The Fargo Force (@FargoForce)take on the Lincoln Stars(@LincolnStars) tonight in Fargo, ND at the Scheels Arena(@ScheelsArena). The picture above shows where I usually photograph the game. There is a spot in between the player benches on the ice with no glass in front of it. I shoot from inside that area.
Sports in general are a bit tougher to photograph than stationary or slow moving subjects. Without getting too far into techy and photo nerd terms… Shutter Speed is greatly increased in sports photographer and especially in Hockey because of the lower light and speed of the game.
Here is a tip for sports photography. Point & Shoot cameras will sometimes have a “Sports” setting and this will increase the shutter speed on the camera and hopefully allow you to get some decent pictures. Light is always a factor though, lower the light will make it harder to get a decent picture. DSLR owners will have a little more to play with because of ability to change more of the settings. We will save that for a post on the basics of a camera.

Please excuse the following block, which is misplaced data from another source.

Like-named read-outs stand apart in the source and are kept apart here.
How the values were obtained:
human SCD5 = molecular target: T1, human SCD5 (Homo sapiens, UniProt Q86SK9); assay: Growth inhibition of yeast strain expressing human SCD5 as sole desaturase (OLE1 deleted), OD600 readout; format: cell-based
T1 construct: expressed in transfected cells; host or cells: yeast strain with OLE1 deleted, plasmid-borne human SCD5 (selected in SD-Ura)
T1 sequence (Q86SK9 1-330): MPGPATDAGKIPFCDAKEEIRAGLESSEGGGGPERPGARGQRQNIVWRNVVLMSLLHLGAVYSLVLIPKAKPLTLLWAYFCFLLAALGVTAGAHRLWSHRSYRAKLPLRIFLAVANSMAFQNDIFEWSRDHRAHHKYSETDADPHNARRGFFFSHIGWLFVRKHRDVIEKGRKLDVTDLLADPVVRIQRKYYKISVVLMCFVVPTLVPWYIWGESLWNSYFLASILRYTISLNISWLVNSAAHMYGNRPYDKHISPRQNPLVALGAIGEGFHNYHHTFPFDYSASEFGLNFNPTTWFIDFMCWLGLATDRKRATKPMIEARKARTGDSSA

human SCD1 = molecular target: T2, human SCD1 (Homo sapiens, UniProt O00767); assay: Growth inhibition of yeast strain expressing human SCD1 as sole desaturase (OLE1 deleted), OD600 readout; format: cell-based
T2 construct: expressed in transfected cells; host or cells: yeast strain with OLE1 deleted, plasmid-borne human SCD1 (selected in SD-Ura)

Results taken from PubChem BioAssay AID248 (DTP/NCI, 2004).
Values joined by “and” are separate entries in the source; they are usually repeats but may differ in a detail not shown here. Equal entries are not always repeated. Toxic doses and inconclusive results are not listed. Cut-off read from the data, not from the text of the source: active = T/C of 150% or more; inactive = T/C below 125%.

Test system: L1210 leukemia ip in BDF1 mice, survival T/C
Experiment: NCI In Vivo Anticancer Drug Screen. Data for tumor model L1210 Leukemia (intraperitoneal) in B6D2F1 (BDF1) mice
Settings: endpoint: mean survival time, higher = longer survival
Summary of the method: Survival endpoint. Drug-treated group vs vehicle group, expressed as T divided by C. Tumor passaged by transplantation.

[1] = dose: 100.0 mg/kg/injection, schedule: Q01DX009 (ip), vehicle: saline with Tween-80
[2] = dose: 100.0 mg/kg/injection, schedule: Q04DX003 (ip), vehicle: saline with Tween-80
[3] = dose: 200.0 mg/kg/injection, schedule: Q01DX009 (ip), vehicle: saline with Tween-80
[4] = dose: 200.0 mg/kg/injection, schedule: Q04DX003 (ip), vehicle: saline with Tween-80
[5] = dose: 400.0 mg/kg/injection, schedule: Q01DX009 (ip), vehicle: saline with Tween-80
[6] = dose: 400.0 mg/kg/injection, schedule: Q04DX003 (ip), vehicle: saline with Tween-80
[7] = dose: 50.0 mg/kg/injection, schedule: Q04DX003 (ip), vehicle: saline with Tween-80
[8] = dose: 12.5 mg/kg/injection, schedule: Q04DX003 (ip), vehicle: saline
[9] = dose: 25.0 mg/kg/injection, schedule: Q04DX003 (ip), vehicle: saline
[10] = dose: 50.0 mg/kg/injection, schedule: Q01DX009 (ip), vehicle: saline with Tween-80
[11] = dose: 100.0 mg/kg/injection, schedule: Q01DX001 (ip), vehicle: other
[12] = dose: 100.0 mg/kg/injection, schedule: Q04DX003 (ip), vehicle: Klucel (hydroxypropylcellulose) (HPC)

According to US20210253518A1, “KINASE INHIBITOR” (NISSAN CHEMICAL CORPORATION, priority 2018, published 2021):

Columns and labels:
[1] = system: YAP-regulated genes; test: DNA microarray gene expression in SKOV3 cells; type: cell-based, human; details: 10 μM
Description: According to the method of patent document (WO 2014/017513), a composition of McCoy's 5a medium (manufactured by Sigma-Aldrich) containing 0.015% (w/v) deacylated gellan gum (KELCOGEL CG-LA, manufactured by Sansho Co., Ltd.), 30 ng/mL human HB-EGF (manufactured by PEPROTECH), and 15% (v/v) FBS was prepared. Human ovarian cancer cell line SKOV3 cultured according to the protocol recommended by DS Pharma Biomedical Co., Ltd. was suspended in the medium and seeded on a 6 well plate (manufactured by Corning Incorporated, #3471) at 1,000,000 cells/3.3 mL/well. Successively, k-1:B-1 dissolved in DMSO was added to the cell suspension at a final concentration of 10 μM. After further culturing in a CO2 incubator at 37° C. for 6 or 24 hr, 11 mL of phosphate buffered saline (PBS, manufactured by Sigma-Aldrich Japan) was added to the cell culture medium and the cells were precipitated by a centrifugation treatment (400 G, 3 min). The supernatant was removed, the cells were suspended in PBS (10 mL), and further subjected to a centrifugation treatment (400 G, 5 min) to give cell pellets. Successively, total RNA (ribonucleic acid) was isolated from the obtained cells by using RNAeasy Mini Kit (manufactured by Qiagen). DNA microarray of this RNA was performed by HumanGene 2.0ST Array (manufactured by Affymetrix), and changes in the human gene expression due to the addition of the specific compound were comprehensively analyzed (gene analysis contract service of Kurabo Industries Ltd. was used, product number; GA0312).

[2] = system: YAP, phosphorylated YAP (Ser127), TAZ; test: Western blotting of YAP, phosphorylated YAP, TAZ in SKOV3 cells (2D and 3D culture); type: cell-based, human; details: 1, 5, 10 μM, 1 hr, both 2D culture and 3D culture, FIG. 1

Force games are extremely fun and tiring to photograph. Not having glass in front of me is a bit intense but is truly the best way to get crisp pictures. It keeps me on my toes with pucks and sticks flying into the area constantly. Its quite the perk to be able to be that close to the action and hear the coaches and players (sometimes)
A key to shooting hockey that I use is based on how one of hockey’s greats once said, “A good hockey player plays where the puck is. A great hockey player plays where the puck is going to be.” -Wayne Gretzky
Same with photographing the sport… knowing the game and being able to look ahead and be where the puck is going gives the photographer a better chance and getting the shot he/she wants. Same with hits… watching the player (Defensemen) skate near the blue line and then over to the boards near a player raises the odds he will hit the other player… I will tend to aim the lens that way.
Brings me to another quote from The Great One, “You miss 100% of the shots you don’t take.” I am not saying go out there and “Burst” and shoot a huge amount of pictures in hopes of getting one good one… but don’t be afraid to shoot a few. Also remember that during the games… the action isn’t always where the puck is… watch the players on the bench and the coaches and be sure to check out the fans.
Puck drops at 7:05pm tonight at Scheels Arena! Go Force!